South Carolina’s public health agency says it plans to hold a public hearing on a uranium leak from a Midlands nuclear fuel plant earlier this month.
The State newspaper reports the South Carolina Department of Health and Environmental Control (DHEC) hearing comes after State Sen. Darrell Jackson, D-Richland, asked the agency to release the information it has on how the radioactive material seeped through a hole in the Westinghouse nuclear fuel factory floor. Westinghouse reported the leak on July 12 after it said repair crews discovered the problem.
Jackson said he wants information on how uranium got through the floor of the plant and if the radiation from it is a threat to the public.
The Nuclear Regulatory Commission (NRC) said uranium levels reached 4,000 parts per million in the soil beneath the leak, well over what is considered a safe threshold.
NRC spokesman Roger Hannah said Westinghouse is still investigating what happened, but said it appears hydrofluoric acid used at the plant somehow created a hole in the floor and the uranium seeped through into the ground itself.
He said there is not believed to be risk to the public or the plant’s roughly 1,000 employees at this point, since the leak was contained to the site and no public wells are in the vicinity. However, DHEC said it is not sure exactly how much uranium seeped into the soil before the problem was discovered. No groundwater tests have been conducted since the discovery.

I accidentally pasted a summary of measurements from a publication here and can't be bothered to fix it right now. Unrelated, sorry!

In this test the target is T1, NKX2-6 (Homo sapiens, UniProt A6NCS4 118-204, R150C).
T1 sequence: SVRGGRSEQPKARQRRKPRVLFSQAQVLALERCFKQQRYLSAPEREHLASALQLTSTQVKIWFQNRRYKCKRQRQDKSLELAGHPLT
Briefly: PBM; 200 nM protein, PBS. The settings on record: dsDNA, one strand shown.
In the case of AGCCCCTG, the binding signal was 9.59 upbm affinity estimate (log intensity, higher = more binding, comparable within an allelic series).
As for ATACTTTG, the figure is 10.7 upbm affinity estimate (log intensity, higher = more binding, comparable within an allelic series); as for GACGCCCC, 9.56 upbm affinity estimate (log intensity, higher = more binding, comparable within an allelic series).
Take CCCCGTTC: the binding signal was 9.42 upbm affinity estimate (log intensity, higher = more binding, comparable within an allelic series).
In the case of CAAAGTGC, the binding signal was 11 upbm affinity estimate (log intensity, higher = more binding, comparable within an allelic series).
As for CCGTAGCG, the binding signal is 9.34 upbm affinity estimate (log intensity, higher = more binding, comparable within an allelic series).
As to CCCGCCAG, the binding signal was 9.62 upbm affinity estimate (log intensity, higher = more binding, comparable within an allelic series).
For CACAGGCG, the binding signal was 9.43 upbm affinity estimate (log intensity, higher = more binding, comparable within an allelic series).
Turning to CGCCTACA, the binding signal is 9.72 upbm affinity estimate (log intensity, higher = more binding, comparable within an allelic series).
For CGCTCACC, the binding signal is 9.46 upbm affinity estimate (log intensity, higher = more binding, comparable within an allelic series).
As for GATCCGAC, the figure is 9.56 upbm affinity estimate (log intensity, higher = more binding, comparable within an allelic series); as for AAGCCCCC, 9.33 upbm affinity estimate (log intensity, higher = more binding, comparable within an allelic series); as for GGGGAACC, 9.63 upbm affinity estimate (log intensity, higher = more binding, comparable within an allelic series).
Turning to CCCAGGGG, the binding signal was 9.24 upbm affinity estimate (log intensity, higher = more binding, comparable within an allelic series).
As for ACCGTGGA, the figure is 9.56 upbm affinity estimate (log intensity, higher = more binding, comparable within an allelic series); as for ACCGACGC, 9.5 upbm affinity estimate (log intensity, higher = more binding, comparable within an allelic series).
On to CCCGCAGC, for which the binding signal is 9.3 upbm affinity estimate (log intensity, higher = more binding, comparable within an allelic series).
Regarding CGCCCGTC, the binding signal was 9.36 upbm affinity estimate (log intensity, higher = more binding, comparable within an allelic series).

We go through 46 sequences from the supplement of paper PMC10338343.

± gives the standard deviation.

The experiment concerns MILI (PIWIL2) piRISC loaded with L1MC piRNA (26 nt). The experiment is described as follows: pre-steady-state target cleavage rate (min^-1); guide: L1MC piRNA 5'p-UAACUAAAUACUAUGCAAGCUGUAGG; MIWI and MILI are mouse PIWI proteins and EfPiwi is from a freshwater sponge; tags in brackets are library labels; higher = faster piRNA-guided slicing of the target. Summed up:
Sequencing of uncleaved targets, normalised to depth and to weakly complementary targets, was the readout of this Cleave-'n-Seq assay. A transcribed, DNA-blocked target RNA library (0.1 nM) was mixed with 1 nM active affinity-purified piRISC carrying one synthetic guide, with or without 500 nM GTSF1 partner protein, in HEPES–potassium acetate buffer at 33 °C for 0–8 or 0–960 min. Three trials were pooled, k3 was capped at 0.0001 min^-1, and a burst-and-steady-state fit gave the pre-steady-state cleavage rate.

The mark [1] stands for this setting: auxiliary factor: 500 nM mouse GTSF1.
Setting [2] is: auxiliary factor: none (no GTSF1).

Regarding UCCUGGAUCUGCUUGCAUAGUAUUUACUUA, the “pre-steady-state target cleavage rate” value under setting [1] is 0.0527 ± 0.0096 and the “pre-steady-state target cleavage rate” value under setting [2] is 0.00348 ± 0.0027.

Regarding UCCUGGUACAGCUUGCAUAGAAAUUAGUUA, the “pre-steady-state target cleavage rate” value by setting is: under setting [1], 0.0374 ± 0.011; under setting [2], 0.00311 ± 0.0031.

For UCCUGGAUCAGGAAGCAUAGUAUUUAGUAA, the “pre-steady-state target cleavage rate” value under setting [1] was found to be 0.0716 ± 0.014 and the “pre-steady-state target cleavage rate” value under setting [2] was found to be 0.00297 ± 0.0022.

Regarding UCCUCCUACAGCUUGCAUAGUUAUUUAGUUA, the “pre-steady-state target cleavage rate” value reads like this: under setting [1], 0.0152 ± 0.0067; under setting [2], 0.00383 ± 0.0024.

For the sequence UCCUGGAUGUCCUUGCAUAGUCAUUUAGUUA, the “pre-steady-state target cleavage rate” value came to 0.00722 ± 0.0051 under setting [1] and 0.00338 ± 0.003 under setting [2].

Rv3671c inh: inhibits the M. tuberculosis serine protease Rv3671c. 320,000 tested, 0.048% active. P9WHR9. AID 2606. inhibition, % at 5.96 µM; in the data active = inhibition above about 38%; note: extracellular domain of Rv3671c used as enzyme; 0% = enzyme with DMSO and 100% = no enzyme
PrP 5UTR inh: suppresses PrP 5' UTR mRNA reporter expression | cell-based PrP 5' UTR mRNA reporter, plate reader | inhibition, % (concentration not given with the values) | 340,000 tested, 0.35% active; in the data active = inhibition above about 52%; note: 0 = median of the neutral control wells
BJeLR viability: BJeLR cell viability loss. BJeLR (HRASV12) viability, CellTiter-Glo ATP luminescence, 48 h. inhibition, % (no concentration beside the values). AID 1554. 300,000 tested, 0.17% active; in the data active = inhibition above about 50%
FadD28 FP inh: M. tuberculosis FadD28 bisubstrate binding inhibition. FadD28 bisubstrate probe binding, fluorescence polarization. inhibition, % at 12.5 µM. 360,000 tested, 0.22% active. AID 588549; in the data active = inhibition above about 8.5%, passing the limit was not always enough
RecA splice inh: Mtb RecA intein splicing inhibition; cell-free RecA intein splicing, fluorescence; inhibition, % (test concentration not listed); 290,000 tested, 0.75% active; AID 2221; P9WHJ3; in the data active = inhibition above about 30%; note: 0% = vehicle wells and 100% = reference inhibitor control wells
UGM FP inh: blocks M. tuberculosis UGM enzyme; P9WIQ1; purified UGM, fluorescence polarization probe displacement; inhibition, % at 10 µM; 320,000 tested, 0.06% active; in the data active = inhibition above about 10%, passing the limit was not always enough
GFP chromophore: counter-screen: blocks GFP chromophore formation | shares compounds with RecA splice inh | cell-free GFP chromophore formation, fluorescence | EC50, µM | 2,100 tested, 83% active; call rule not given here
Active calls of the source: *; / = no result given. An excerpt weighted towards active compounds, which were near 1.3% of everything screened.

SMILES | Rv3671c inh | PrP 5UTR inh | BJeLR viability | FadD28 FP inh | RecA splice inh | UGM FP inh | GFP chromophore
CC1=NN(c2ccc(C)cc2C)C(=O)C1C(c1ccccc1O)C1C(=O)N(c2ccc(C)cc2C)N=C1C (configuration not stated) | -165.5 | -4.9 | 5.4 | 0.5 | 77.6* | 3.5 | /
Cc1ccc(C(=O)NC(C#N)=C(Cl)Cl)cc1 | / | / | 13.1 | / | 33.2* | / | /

Uranium is a radioactive toxic metal which can cause organ damage if inhaled or swallowed in water. Its radioactivity is low enough that it is not considered dangerous unless consumed.
Jackson said he also wants to discuss other issues at the Westinghouse plant through the years. The Westinghouse Columbia Site was briefly shut down in 2016 after a uranium buildup was discovered in one of the plant’s air scrubbers. NRC inspectors were concerned the levels could cause an explosion if the uranium molecules reacted.